AUSTRAC has announced that CBA has admitted to 53,750 breaches of the Anti-Money Laundering and Counter-Terrorism Financing Act 2006 and has agreed to pay a financial penalty of $700 million to resolve AUSTRAC’s Federal Court AML/CTF civil penalty action relating to those breaches. CBA will also pay $2.5 million to cover AUSTRAC’s legal costs. Background.
Previously in recognition of the importance of compliance with its AML/CTF obligations and the collective responsibility of the Board and senior management, CBA reduced the director fees for non-executive directors by 20% in the 2018 financial year and reduced to zero the Short Term Variable Remuneration outcomes for the CEO and group executives for the financial year ended 30 June 2017.
Under section 175 of the AML/CTF Act, it is ultimately for the Federal Court of Australia to determine whether CBA contravened a civil penalty provision and the amount of any pecuniary penalties and other relief that should be ordered. If the agreement is approved by the Federal Court, this will be the largest civil penalty ever ordered in Australia.
The AFR reports that the parties will submit that the penalty be apportioned as follows:
$180 million: 14 instances of failing to comply with its obligations relating to the rollout of the Intelligent Deposit Machines (IDMs);
$170 million: the bank’s failure to conduct proper due diligence of customers who were revealed to be convicted terrorists or organised drug syndicates;
$125 million: delays in delivering 55,506 threshold transaction reports or TTRs to AUSTRAC as a result of a software update coding error;
$100 million: the failure to monitor the accounts of 778,370 customers over a period of three years;
$55 million: the bank’s breaches relating to suspicious matter reporting;
$40 million: the bank’s failure to report information received from law enforcement including Australian Federal Police, West Australian Police and NSW Police on 69 occasions;
$15 million: failure to report instances where two customers opened 29 accounts despite being told by federal police that the customers were part of a criminal syndicate;
$15 million: where reports were submitted up to three weeks late and in some circumstances not at all.
Statement of Agreed Facts
In the Statement of Agreed Facts, CBA accepts that:
- it failed to carry out an appropriate assessment of the money laundering and terrorism financing (ML/TF) risks of its IDMs prior to October 2017;
- it failed to complete the introduction of appropriate controls to mitigate and manage the ML/TF risks of IDMs prior to April 2018;
- it failed to provide 53,506 threshold transaction reports to AUSTRAC on time for cash transactions of $10,000 or more through IDMs from November 2012 to September 2015, having a total value of about $625 million;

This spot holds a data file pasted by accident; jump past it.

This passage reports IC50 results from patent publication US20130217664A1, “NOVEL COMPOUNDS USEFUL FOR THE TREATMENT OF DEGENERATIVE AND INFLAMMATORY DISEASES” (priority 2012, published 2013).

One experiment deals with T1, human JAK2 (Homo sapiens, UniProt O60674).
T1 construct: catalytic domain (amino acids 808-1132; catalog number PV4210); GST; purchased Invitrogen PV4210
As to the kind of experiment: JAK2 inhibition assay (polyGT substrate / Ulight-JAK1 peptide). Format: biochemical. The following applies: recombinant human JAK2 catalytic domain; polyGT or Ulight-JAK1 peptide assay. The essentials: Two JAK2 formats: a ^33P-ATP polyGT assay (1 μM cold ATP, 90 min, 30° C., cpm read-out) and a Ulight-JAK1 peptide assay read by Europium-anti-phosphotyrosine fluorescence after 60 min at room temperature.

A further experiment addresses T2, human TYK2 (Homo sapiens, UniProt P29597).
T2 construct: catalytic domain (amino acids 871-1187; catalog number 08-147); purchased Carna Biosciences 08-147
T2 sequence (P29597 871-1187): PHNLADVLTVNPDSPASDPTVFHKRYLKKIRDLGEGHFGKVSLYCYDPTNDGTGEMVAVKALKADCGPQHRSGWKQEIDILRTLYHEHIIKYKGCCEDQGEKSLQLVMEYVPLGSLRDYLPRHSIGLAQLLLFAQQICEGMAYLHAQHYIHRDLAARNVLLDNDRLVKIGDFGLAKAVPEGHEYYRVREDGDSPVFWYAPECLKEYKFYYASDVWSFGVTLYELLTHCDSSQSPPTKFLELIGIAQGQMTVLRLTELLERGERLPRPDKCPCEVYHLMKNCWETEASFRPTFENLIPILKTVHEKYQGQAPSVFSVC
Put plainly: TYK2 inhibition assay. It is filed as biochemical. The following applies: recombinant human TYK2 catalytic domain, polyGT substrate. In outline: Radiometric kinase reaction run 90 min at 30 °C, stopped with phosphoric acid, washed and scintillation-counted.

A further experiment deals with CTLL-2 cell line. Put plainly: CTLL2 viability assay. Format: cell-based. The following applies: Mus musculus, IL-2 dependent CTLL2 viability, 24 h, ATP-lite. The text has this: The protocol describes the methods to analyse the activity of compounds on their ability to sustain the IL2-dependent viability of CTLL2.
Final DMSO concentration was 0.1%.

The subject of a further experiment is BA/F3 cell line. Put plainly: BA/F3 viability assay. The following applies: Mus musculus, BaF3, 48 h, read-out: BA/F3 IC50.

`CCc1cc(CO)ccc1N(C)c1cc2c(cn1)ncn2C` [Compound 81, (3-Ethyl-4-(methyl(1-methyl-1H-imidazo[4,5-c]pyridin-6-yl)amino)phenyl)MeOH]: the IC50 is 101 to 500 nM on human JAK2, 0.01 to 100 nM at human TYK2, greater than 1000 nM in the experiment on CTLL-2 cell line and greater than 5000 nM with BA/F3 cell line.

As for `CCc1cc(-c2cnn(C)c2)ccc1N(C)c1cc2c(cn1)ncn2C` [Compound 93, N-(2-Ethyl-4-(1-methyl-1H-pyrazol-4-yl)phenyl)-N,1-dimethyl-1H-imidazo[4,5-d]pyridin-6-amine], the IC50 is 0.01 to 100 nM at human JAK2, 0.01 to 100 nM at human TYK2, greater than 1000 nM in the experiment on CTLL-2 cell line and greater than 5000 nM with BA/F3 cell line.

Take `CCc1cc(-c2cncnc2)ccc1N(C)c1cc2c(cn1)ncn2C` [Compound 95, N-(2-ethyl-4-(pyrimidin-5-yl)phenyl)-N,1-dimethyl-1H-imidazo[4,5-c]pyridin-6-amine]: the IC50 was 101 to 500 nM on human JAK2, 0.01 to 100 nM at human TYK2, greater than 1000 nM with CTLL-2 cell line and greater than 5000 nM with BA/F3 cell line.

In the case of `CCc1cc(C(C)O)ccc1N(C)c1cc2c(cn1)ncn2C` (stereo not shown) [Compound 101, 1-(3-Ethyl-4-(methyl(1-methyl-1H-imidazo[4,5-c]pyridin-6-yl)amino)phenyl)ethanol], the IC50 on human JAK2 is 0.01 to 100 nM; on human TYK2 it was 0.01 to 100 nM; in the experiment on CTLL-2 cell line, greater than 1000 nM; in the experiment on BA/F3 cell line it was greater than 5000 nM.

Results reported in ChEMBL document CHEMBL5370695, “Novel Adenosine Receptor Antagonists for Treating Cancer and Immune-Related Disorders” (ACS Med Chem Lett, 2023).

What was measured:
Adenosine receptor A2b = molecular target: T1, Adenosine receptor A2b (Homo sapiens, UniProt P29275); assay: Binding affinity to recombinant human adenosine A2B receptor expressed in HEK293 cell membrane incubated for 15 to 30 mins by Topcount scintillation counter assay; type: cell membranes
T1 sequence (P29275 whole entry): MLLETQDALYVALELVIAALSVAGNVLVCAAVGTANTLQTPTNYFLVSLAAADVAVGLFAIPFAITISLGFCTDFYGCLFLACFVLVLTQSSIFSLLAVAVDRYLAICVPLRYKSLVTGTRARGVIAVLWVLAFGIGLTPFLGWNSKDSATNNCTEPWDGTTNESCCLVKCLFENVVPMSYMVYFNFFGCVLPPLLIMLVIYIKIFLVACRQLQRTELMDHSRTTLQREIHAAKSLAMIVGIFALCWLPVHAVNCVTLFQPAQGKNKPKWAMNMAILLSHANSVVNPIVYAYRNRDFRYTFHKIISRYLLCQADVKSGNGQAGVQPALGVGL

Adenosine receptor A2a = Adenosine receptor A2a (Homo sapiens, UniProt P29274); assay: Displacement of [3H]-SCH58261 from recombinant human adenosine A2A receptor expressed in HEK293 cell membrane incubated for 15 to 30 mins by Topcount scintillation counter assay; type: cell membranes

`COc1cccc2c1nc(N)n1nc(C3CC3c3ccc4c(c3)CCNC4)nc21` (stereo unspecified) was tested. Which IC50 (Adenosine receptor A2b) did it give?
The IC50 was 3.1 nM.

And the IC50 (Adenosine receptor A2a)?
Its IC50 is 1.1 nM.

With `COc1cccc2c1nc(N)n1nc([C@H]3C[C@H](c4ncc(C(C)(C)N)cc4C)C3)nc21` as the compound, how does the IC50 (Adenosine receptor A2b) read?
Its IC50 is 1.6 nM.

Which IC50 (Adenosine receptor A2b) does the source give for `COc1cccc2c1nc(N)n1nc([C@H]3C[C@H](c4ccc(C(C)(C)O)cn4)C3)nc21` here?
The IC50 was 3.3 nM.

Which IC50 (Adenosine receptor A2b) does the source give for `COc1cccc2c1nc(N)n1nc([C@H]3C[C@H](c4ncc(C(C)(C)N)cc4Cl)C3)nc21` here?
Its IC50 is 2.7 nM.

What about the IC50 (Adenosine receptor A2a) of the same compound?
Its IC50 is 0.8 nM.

- for a period of three years, it did not comply with the requirements of its AML/CTF program relating to monitoring transactions on 778,370 accounts;
- it failed to report suspicious matters on time, or at all, involving transactions in the tens of millions of dollars;
- even after it became aware of suspected money laundering or structuring on CBA accounts, it did not monitor its customers to mitigate and manage ML/TF risk, including the ongoing ML/TF risks of doing business with those customers.
AUSTRAC has accepted that none of the contraventions was the result of any deliberate intention to breach the AML/CTF legislation.
The Statement of Agreed Facts notes that:
- the contraventions were serious because among other things they were caused by a lack of risk management, assurance and oversight that endured for close to 3 years. The contraventions were not identified until AUSTRAC drew reporting anomalies to CBA’s attention;
- the late Threshold Transaction Reports and the failures to report Suspicious Matter Reports, on time or at all, have deprived AUSTRAC and law enforcement of intelligence to which they are entitled involving movements of several million dollars in cash. AUSTRAC and law enforcement were denied timely intelligence on about $625 million in threshold transactions and on several million dollars in suspicious activity.
CBA acknowledges that:
- it did not take all necessary steps to appropriately identify, mitigate and manage the ML/TF risks of IDMs;
- there were deficiencies in oversight, accountabilities and resources in respect of its AML/CTF compliance and risk management functions.